Sugarcane bioenergy can change the social and economic reality of millions of people in poor regions in Africa and Latin America. This is pointed out by a study carried out by researchers from several institutions in Brazil and abroad that lasted five years and evaluated the expansions potential of sugarcane bioenergy production in Latin American and African countries. The data was provided in a 418 page document entitled “Sugarcane bioenergy for sustainable development”, which combines 33 articles by 60 researchers.
Both Latin America and Africa have favourable conditions for production and are strategic regarding the expansion of bioenergy in the world. Data from the Organization for Economic Cooperation and Development (OECD) indicates that there are around 440 million hectares of land available globally to be used for the production of bioenergy by 2050. More than 80% of this land is located in Africa and in South and Central America. Around 50% of these areas are concentrated in seven countries: three African countries (Angola, Democratic Republic of Congo and Sudan); and four Latin American (Argentina, Bolivia, Colombia and Brazil).
Bioenergy could substitute coal, a source of energy used by 59 million people living in Southern African countries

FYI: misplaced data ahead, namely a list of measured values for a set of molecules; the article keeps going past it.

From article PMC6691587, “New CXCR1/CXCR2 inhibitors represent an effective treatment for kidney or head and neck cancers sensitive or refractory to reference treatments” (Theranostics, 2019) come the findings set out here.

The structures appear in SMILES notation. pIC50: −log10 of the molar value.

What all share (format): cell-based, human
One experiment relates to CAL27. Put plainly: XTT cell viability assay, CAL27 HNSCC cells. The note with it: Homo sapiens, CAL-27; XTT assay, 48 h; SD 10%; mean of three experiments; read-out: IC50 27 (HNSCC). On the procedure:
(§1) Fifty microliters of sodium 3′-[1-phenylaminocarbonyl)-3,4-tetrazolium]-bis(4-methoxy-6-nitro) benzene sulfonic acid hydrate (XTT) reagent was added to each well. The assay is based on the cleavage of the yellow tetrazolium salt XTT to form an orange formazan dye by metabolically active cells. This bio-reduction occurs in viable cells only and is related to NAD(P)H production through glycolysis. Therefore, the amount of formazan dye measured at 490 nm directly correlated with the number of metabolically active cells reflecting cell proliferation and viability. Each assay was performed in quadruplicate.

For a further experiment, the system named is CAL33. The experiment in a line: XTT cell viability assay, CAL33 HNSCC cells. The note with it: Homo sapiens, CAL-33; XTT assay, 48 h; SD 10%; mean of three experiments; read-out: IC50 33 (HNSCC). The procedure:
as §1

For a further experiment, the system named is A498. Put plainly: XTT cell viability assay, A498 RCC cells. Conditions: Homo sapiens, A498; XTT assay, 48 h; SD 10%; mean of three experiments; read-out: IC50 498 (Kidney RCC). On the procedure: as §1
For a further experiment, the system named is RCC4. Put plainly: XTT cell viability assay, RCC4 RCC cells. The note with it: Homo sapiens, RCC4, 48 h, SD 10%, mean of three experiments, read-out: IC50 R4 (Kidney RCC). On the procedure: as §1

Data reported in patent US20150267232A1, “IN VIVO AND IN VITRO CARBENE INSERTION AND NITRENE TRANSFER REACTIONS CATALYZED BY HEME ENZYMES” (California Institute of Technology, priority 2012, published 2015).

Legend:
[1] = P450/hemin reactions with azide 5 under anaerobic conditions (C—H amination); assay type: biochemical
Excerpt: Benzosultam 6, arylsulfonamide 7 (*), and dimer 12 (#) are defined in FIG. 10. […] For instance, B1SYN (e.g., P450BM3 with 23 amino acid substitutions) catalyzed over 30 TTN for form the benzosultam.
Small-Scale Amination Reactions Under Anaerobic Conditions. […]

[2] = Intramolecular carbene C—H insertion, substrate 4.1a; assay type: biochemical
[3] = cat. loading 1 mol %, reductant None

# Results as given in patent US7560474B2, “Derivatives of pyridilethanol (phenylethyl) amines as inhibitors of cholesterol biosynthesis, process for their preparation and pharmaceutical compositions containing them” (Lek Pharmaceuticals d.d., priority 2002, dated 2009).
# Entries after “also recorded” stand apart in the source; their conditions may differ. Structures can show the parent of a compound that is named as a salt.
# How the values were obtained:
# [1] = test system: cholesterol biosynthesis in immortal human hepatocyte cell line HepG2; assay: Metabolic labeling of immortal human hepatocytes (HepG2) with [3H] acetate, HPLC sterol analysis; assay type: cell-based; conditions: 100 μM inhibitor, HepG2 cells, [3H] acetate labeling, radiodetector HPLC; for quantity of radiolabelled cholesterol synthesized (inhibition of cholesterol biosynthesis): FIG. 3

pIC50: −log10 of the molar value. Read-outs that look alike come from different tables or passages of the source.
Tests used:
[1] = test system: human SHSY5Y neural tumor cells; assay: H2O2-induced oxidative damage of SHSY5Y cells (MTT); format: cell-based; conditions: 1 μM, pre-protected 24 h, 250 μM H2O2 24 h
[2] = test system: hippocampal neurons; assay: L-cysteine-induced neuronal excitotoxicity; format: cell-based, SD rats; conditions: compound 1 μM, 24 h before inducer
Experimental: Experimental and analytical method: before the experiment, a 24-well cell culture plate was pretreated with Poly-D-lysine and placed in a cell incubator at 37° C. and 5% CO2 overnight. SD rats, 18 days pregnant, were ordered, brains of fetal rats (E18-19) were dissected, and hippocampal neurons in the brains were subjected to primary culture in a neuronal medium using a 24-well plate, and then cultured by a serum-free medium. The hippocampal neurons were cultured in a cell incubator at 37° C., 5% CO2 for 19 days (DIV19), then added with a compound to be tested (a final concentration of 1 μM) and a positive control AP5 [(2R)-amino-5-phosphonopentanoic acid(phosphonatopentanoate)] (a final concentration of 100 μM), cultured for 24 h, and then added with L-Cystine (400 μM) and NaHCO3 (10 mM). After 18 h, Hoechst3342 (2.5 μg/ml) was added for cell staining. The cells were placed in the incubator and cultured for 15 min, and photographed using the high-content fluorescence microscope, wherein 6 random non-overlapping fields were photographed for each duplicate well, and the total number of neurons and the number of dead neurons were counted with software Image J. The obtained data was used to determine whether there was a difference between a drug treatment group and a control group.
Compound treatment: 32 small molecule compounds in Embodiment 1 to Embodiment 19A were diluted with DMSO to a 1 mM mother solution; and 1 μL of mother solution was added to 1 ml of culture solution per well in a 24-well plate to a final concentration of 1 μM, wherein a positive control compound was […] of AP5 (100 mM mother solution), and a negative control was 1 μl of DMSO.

Brazil is now a reference in the production of sugarcane bioenergy in the United States. The two countries together account for more than 80%of the current production of liquid biofuels. “Brazil is, by far, the country with the greatest land availability for sugarcane production and furthermore for the production of bioenergy. The country is a rare example, an atypical case, of producing bioenergy from sugarcane with high productivity”, says Luís Augusto Barbosa Cortez, professor at the State University of Campinas (Unicamp) and the coordinator of the project.
Bioenergy could substitute coal, a source of energy used by 59 million people living in Southern African countries – where 90% of the population uses low-quality and unhealthy energy to cook, researchers estimate.
The study points out, for example, that in Mozambique, the cultivation of sugarcane in 600,000 hectares – which corresponds to less than 3% of the available land for sugarcane in the country – could generate 4.1 billion litres of ethanol and 2.7 terawatt-hours (TWh) of electricity per year, supporting 3.3 million jobs and increasing Gross Domestic Product (GDP) by 28%.
“There is adequate and sufficient land available in the country to expand sugarcane production, without prejudice to other uses, such as food production and animal food. The view that the production of bioenergy with compete with food is wrong”, says researcher Luiz Augusto Horta Nogueira, one of the authors of the study.
South Africa is now the largest producer of sugarcane in the African continent followed by Mauritius, Malawi and Mozambique.
Source: FAPESP Agency